Senioritis, an annual phenomenon, occurring at the start of second semester every senior year, affects a multitude of students. Common symptoms include but are not limited to: slacking off, sudden apathy to anything school related and attitude issues. Teachers have long warned students not to fall into the pits of senioritis, but every year, students succumb to it.
“I start seeing it most in the beginning of February,” Spanish teacher Dana Ouart said. “They’re not motivated and ready to go to college.”
Ouart said that the most common problem is that students stop showing up to class.
“I have a conversation with my students about attendance and AP scores when they stop coming to class,” Ouart said. “I’ve had two students fail the AP exam because they stopped showing up.”
Ouart also suffered from senioritis in high school; however, her grades were not affected. Her advice to juniors is that the “habits you have in high school are the same you have in college.”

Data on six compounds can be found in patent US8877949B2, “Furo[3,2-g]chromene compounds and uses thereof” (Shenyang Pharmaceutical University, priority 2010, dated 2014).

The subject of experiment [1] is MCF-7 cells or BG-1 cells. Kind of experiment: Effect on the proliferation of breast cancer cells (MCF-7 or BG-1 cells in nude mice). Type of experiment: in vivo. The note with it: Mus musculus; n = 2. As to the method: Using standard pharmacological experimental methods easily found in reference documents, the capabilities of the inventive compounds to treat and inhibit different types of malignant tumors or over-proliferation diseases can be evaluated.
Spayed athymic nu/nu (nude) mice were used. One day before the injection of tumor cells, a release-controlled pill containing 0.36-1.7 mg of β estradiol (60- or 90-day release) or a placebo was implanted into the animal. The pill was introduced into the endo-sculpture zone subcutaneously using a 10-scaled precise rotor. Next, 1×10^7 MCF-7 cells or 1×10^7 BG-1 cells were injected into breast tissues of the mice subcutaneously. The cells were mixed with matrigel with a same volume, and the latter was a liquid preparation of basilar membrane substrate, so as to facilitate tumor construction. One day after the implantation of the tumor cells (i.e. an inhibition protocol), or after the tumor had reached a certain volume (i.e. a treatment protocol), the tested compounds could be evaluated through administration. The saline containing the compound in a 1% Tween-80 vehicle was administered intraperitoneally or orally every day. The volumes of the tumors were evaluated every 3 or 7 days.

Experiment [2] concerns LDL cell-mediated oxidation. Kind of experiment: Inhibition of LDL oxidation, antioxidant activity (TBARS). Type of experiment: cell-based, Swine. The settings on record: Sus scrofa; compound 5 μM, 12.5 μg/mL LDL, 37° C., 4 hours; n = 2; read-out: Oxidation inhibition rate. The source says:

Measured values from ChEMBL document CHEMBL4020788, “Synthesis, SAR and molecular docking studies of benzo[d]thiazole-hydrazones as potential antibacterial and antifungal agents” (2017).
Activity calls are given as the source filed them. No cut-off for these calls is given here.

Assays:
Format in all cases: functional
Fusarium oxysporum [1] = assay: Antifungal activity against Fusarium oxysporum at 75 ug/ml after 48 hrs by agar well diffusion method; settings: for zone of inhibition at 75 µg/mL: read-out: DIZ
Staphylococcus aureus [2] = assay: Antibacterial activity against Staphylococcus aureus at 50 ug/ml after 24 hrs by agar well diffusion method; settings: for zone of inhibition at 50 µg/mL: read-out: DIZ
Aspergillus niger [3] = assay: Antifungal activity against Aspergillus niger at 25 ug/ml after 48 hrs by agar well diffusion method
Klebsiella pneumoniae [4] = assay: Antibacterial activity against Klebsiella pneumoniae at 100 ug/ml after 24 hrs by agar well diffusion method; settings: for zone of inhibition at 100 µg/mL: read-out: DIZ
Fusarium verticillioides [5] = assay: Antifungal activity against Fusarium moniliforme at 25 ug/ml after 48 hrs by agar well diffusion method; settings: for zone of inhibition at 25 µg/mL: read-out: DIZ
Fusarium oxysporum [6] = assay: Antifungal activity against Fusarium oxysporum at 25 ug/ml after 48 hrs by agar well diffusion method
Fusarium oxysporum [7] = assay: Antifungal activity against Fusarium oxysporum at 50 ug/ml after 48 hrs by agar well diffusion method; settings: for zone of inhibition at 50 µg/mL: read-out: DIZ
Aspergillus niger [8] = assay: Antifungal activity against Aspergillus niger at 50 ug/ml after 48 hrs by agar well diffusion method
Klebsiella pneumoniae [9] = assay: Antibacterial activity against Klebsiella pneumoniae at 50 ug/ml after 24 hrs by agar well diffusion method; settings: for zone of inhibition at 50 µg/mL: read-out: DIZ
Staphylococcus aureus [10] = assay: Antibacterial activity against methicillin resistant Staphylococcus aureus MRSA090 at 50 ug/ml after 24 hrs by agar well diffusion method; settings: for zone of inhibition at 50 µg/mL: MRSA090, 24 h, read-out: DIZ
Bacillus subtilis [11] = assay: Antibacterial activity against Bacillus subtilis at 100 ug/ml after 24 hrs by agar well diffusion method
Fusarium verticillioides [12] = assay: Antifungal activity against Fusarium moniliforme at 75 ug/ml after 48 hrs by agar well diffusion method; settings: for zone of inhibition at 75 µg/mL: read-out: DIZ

The senioritis Ouart suffered from did not come from laziness. It came from the excitement she had to graduate and start college, she said, but Quart didn’t want to ruin her chances of getting into college so she worked hard and kept her grades up.
For some students, symptoms vary.
“Getting out of bed is easy for me. I don’t think senioritis is bad in my case,” senior Tray Stephens said. “I guess it affects people differently.”
Some students have other motivating factors, such as keeping their grades and attendance up, colleges keeping tabs on them and scholarships.
“I have to keep good grades and attendance because the schools I applied to look at second semester,” senior Kaitlyn Henry said. “I also am applying for scholarships that require good grades.”
Henry works with horses once a week as a destresser, which helps her remain focused on school.
For some, indulging in senioritis just isn’t logical.
“I’ve already come this far,” senior Max Grove said. “It just doesn’t make sense for me to taper off at this point.”